/usr/include/c++/4.8/bits/hashtable_policy.h:647:18:   required from 'void std::__detail::_Insert_base<_Key, _Value, _Alloc, _ExtractKey, _Equal, _H1, _H2, _Hash, _RehashPolicy, _Traits>::insert(_InputIterator, _InputIterator) [with _InputIterator = std::move_iterator<std::_Rb_tree_const_iterator<int> >; _Key = int; _Value = int; _Alloc = std::allocator<int>; _ExtractKey = std::__detail::_Identity; _Equal = std::equal_to<int>; _H1 = std::hash<int>; _H2 = std::__detail::_Mod_range_hashing; _Hash = std::__detail::_Default_ranged_hash; _RehashPolicy = std::__detail::_Prime_rehash_policy; _Traits = std::__detail::_Hashtable_traits<false, true, true>]'
/usr/include/c++/4.8/bits/unordered_set.h:393:4:   required from 'void std::unordered_set<_Value, _Hash, _Pred, _Alloc>::insert(_InputIterator, _InputIterator) [with _InputIterator = std::move_iterator<std::_Rb_tree_const_iterator<int> >; _Value = int; _Hash = std::hash<int>; _Pred = std::equal_to<int>; _Alloc = std::allocator<int>]'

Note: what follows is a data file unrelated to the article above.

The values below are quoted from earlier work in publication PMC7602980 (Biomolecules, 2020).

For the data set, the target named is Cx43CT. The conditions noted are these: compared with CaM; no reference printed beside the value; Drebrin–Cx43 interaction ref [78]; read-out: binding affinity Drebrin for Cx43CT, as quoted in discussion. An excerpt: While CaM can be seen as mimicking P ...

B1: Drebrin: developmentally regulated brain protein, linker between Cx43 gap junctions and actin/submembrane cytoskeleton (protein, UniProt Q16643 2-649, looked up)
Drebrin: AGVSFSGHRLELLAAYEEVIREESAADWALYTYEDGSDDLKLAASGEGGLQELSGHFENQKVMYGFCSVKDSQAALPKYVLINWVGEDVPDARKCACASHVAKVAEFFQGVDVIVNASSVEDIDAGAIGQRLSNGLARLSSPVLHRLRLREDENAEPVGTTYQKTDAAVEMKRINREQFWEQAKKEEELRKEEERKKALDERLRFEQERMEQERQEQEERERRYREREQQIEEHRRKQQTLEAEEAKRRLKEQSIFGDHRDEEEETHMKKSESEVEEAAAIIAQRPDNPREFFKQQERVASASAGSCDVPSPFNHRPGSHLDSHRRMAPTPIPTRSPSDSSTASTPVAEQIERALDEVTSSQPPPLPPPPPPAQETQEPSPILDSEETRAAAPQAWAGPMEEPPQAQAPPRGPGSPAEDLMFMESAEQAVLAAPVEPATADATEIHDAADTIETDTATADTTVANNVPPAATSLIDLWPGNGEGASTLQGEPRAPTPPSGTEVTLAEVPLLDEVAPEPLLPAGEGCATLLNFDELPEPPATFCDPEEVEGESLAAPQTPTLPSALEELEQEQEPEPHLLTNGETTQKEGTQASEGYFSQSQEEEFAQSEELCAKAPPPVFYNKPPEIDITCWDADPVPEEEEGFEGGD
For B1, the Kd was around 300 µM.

test.cpp:10:3:   required from 'std::unordered_set<T> FailMove(std::set<T>&&) [with T = int]'
test.cpp:18:37:   required from here
/usr/include/c++/4.8/bits/stl_iterator.h:963:37: error: invalid initialization of reference of type 'std::move_iterator<std::_Rb_tree_const_iterator<int> >::reference {aka int&&}' from expression of type 'std::remove_reference<const int&>::type {aka const int}'
       { return std::move(*_M_current); }

However this code does compile in both compilers without problems:

#include <iterator>
#include <iostream>
#include <unordered_map>
#include <utility>
#include <map>

template<typename K, typename V>
std::unordered_map<K, V> FailMove(std::map<K, V> &&map) {
  std::unordered_map<K, V> response;
  return response;

int main(int argc, char **argv) {
  std::map<int, int> map{{1, 1}, {3, 3}, {5, 5}, {7, 7}};

  auto res = FailMove(std::move(map));
  std::cout << res.size() << '\n';

  return 0;

clang version tested:

Apple LLVM version 6.1.0 (clang-602.0.53) (based on LLVM 3.6.0svn)
Target: x86_64-apple-darwin14.3.0
Thread model: posix

gcc version tested:

g++ (Ubuntu 4.8.2-19ubuntu1) 4.8.2
Copyright (C) 2013 Free Software Foundation, Inc.
This is free software; see the source for copying conditions.  There is NO
  • 2